Service Animals

Service animals are dogs, regardless of breed or type, that are individually trained to do work or perform tasks for the benefit of a qualified individual with a disability, including a person with physical, sensory, psychiatric, intellectual, or other mental disability. A psychiatric service dog requires extensive training to perform tasks related to a person’s mental health disability. Psychiatric service dogs are afforded greater access and rights than emotional support animals.

Comfort Dogs

Organizations such as the Federal Emergency Management Agency (FEMA) frequently use comfort dogs in disaster response. Comfort dogs offer a calming presence and provide a needed distraction during a disaster or crisis. These animals and their owners are usually volunteers prepared for disaster response settings. Dogs are deployed to shelters and other sites to comfort individuals and families affected by the disaster. The difference between comfort dogs and emotional support animals is emotional support animals support just one owner. In contrast, comfort dogs offer support and comfort to the public during catastrophic events such as natural disasters, fires, or mass shootings.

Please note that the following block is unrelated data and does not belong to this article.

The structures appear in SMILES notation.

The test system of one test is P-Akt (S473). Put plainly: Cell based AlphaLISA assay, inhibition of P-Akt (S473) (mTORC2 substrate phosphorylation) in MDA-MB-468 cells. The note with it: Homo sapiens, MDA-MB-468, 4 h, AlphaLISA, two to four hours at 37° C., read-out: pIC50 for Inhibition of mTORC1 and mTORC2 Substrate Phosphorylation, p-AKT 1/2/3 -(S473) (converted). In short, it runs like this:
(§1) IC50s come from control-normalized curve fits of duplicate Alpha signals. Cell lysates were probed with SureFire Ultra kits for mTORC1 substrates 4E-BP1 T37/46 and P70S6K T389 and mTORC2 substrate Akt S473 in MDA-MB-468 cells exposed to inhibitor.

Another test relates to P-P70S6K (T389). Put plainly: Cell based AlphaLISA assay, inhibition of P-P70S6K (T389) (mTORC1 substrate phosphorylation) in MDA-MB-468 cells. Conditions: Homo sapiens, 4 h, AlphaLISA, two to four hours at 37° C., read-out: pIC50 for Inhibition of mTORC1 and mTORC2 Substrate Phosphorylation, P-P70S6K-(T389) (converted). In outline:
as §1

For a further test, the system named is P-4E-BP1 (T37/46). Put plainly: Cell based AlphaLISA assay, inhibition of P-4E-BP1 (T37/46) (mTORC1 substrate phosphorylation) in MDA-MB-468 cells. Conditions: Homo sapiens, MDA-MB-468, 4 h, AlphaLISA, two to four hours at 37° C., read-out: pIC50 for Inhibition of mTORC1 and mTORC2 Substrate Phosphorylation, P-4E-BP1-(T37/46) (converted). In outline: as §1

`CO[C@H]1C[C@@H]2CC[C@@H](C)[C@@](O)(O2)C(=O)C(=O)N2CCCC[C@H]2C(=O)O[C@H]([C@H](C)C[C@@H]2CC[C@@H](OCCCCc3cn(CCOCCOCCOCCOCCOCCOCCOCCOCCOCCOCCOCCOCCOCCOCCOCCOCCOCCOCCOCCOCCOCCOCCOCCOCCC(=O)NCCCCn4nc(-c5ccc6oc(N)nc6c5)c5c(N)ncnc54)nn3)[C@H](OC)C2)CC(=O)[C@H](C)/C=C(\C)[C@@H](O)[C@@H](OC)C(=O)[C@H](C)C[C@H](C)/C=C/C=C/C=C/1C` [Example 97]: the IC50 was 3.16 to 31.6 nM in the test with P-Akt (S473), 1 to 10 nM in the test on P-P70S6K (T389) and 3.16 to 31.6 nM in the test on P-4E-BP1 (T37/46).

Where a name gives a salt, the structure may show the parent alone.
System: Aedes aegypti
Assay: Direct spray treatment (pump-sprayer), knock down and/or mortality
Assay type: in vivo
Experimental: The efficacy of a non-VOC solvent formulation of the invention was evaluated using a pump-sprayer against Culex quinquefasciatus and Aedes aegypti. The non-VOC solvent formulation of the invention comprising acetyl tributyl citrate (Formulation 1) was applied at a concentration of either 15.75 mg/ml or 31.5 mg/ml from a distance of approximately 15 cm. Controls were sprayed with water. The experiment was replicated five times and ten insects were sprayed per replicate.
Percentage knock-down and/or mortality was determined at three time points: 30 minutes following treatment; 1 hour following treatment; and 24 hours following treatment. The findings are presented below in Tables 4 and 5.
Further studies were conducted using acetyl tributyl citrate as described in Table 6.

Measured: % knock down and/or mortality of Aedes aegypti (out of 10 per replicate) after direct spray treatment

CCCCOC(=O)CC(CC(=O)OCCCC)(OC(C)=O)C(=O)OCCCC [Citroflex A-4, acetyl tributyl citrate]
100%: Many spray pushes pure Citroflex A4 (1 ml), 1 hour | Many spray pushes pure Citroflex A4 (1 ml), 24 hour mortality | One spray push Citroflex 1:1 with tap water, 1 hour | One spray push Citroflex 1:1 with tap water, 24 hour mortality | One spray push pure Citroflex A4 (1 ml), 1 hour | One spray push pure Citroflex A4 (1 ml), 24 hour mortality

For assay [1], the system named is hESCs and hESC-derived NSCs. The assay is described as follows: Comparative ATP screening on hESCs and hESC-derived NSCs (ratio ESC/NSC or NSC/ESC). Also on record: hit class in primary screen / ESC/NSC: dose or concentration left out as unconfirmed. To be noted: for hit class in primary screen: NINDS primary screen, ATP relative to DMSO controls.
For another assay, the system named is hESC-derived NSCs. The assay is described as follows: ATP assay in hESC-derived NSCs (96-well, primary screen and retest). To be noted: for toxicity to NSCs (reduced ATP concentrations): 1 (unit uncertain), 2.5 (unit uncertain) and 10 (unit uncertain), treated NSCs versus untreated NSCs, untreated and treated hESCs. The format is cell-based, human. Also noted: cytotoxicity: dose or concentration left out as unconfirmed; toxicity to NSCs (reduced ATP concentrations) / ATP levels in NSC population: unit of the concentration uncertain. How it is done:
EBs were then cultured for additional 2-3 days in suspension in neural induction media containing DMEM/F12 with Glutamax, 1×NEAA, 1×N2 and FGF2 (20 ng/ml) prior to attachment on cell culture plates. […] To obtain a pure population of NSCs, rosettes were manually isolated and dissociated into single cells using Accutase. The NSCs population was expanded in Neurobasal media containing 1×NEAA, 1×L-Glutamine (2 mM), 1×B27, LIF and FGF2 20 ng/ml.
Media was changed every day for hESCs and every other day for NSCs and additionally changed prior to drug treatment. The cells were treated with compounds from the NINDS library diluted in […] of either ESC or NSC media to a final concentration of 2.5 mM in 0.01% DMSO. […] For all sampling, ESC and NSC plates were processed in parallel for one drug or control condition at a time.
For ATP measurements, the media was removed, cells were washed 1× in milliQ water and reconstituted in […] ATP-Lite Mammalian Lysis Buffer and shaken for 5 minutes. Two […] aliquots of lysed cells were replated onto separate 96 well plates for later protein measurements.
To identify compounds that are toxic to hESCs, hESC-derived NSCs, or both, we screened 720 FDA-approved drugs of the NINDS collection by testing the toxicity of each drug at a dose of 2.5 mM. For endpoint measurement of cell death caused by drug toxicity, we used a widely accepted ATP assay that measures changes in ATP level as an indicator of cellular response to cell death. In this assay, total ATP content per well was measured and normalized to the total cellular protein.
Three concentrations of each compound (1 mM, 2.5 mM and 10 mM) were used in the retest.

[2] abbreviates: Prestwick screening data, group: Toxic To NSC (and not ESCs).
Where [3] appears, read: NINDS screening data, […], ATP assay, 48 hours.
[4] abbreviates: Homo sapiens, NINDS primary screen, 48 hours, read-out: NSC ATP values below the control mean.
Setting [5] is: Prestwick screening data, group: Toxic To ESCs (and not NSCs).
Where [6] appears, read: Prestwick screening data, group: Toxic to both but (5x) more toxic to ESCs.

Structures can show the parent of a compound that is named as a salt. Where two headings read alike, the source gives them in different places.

Animal-Assisted Therapy

Animal-assisted therapy is a therapeutic intervention incorporating an animal into a treatment plan. Although various animals are used in animal-assisted therapy, the most common are dogs and horses. Animals perform intentional, goal-directed activities to complement traditional therapeutic interventions. Unlike service animals, who only work with one individual, therapy animals work with many individuals. Animal-assisted interventions are used for various therapeutic goals, such as to improve trust and attachment wounds, promote social development and socialization skills, reduce isolation, fight obesity, combat bullying, battle PTSD, and enhance physical health.